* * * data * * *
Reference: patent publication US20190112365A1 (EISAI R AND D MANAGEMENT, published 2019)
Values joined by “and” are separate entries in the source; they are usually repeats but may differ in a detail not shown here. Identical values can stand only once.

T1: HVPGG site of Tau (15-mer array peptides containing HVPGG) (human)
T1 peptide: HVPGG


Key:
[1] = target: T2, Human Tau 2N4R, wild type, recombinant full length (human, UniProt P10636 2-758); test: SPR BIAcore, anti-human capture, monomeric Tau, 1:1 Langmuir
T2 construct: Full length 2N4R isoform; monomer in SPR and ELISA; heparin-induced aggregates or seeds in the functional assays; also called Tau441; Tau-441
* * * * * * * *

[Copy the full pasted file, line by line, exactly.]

Reference: patent publication US20190112365A1 (EISAI R AND D MANAGEMENT, published 2019)
Values joined by “and” are separate entries in the source; they are usually repeats but may differ in a detail not shown here. Identical values can stand only once.

T1: HVPGG site of Tau (15-mer array peptides containing HVPGG) (human)
T1 peptide: HVPGG


Key:
[1] = target: T2, Human Tau 2N4R, wild type, recombinant full length (human, UniProt P10636 2-758); test: SPR BIAcore, anti-human capture, monomeric Tau, 1:1 Langmuir
T2 construct: Full length 2N4R isoform; monomer in SPR and ELISA; heparin-induced aggregates or seeds in the functional assays; also called Tau441; Tau-441